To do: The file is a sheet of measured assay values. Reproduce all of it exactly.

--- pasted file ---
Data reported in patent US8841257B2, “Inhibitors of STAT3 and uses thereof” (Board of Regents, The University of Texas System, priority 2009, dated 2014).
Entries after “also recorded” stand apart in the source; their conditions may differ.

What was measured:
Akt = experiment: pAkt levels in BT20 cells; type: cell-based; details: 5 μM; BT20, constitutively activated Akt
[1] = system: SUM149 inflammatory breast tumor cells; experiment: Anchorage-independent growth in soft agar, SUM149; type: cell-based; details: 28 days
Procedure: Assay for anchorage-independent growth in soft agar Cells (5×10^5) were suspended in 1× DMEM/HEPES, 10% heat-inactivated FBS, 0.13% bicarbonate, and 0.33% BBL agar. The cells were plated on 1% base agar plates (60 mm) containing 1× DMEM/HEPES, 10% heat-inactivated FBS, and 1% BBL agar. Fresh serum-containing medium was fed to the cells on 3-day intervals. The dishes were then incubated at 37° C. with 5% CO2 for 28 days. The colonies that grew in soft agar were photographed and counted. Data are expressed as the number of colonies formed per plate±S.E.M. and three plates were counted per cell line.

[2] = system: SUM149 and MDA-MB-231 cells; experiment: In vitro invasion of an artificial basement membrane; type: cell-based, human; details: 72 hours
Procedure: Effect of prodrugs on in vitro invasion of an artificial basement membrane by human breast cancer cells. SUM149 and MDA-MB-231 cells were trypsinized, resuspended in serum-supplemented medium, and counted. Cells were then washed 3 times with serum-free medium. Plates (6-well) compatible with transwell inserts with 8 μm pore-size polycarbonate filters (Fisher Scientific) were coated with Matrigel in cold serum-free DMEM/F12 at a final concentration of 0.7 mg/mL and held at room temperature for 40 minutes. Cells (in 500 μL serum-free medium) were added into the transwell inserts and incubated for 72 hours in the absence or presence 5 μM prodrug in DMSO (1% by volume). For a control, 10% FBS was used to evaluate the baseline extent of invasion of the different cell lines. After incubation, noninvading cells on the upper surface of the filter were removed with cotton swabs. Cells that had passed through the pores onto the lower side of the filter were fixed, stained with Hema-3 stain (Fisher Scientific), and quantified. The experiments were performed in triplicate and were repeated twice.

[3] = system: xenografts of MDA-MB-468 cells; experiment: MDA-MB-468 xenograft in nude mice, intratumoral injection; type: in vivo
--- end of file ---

Data reported in patent US8841257B2, “Inhibitors of STAT3 and uses thereof” (Board of Regents, The University of Texas System, priority 2009, dated 2014).
Entries after “also recorded” stand apart in the source; their conditions may differ.

What was measured:
Akt = experiment: pAkt levels in BT20 cells; type: cell-based; details: 5 μM; BT20, constitutively activated Akt
[1] = system: SUM149 inflammatory breast tumor cells; experiment: Anchorage-independent growth in soft agar, SUM149; type: cell-based; details: 28 days
Procedure: Assay for anchorage-independent growth in soft agar Cells (5×10^5) were suspended in 1× DMEM/HEPES, 10% heat-inactivated FBS, 0.13% bicarbonate, and 0.33% BBL agar. The cells were plated on 1% base agar plates (60 mm) containing 1× DMEM/HEPES, 10% heat-inactivated FBS, and 1% BBL agar. Fresh serum-containing medium was fed to the cells on 3-day intervals. The dishes were then incubated at 37° C. with 5% CO2 for 28 days. The colonies that grew in soft agar were photographed and counted. Data are expressed as the number of colonies formed per plate±S.E.M. and three plates were counted per cell line.

[2] = system: SUM149 and MDA-MB-231 cells; experiment: In vitro invasion of an artificial basement membrane; type: cell-based, human; details: 72 hours
Procedure: Effect of prodrugs on in vitro invasion of an artificial basement membrane by human breast cancer cells. SUM149 and MDA-MB-231 cells were trypsinized, resuspended in serum-supplemented medium, and counted. Cells were then washed 3 times with serum-free medium. Plates (6-well) compatible with transwell inserts with 8 μm pore-size polycarbonate filters (Fisher Scientific) were coated with Matrigel in cold serum-free DMEM/F12 at a final concentration of 0.7 mg/mL and held at room temperature for 40 minutes. Cells (in 500 μL serum-free medium) were added into the transwell inserts and incubated for 72 hours in the absence or presence 5 μM prodrug in DMSO (1% by volume). For a control, 10% FBS was used to evaluate the baseline extent of invasion of the different cell lines. After incubation, noninvading cells on the upper surface of the filter were removed with cotton swabs. Cells that had passed through the pores onto the lower side of the filter were fixed, stained with Hema-3 stain (Fisher Scientific), and quantified. The experiments were performed in triplicate and were repeated twice.

[3] = system: xenografts of MDA-MB-468 cells; experiment: MDA-MB-468 xenograft in nude mice, intratumoral injection; type: in vivo